No one ever thinks an emergency is going to happen in their world, but it’s always better to be safe than sorry. Human emergency kits are pretty well-documented, but it’s important that we think about our pets as well. Here are some tips from Kriser’s Natural Pet – courtesy of Brad and one of our managers, Siobhan – for what to have available for your furry family members in an emergency.
Food and Water. Have at least three days’ worth of food and water for both you and your pets! For raw feeders, Ziwi Peak is a great raw-alternative option in either a 2.2 lb or 5 lb bag. It’s light to carry, and because it’s nutrient dense, a little quantity goes a long way toward feeding your dog. For kibble-eaters, a 4 or 5-lb bags of your favorite brand fit pretty well in emergency kits and are fairly transportable. Grab that and a travel bowl, and you’re in good shape. Just remember to change the food in your emergency kit every six months to keep it fresh. Pack those away with a couple of bottles of water and several day’s worth of any pet medications your furbabies need so you are ready to go in a pinch.
Extra “Clothes”. Don’t forget to grab an extra collar, harness and leash for your furry friend, so they are ready to get moving in a crisis. Make sure your dog or cat is equipped with an ID tag and a microchip. Need an ID? Come visit Kriser’s and check out our broad selection of Red Dingo tags. Remember – if you get separated, these are the best ways to ensure your pet is returned to you.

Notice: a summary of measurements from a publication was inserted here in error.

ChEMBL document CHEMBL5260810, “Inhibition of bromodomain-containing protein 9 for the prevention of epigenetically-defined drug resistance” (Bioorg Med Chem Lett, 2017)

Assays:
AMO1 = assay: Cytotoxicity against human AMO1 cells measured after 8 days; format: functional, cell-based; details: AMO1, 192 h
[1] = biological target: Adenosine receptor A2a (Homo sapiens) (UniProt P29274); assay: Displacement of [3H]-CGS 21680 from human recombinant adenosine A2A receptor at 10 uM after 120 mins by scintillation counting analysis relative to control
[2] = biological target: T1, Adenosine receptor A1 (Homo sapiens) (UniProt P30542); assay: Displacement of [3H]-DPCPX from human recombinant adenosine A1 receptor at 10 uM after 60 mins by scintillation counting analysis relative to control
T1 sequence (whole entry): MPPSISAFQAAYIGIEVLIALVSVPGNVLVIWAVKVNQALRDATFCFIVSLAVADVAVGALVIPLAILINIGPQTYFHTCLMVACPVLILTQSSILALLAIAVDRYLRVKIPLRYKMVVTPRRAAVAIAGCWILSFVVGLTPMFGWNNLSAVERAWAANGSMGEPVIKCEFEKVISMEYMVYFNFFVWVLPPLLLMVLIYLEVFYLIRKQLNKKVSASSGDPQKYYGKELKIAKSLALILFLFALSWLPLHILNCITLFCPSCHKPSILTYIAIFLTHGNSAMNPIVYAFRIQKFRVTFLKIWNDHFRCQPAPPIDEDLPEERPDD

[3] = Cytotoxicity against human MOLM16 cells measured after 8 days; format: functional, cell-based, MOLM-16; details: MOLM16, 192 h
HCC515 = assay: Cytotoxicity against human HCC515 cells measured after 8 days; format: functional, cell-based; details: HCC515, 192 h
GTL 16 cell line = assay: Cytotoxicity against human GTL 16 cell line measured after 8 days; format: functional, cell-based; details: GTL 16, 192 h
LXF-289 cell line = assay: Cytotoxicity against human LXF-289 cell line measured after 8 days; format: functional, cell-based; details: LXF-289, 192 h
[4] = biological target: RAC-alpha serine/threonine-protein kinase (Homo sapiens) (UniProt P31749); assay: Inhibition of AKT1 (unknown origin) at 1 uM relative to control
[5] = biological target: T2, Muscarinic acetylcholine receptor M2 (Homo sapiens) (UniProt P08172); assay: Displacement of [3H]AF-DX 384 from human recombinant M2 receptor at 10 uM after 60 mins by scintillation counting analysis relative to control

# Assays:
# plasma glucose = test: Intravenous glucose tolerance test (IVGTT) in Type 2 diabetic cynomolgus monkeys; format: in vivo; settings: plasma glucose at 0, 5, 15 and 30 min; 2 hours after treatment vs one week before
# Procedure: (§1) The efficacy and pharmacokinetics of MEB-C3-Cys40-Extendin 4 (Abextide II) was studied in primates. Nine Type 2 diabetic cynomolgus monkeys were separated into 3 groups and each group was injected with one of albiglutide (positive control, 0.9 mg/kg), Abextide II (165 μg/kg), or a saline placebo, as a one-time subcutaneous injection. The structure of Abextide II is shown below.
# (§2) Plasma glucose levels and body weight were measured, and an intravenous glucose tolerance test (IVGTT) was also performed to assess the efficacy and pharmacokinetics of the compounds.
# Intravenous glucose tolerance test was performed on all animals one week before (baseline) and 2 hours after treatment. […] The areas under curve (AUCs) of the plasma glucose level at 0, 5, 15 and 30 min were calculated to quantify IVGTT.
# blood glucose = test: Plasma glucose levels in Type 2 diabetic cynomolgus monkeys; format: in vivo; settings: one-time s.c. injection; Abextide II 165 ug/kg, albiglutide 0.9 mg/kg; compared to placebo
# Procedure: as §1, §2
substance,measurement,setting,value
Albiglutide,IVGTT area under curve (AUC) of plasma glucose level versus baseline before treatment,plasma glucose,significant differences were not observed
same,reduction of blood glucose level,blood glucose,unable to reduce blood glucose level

Crates. One of the easiest ways to corral your pet in a crisis is by having a safe “home” away from home for them. A crate can keep your furry family safe and secure, and can be covered with a blanket to protect them in the case of any debris issues. Check out some of the carriers and crates at your local Kriser’s, including those from Petmate and Sherpa.
Good training. Work on teaching your pet how to return to you and to gather around in a crisis. One of our store managers has taught her dogs and cats to come running with a “gather” command. Even her three cats come running and wait for their leashes when they hear their “gather” order. Remember, though, that a scared pet is not a willing pet, so if you have a particularly skittish furkid, better to get them ready ahead of time!
Safe Zone. Have your safe zone picked out long before you’ll ever need it. Basements, first floor rooms with no outside walls or windows, or garages can be effective safe zones. Make sure that your whole family knows your safe zone! You may also want to have a Thundershirt on hand for your furry friend to help soothe the anxiety that is likely to ensure. This hugs your fur baby and helps them feel protected and calm in a time of stress.
Here’s hoping nothing bad ever happens to you and your furry family, but being prepared if it does. This list is by no means exhaustive so feel free to share other ideas if you have them in the comments.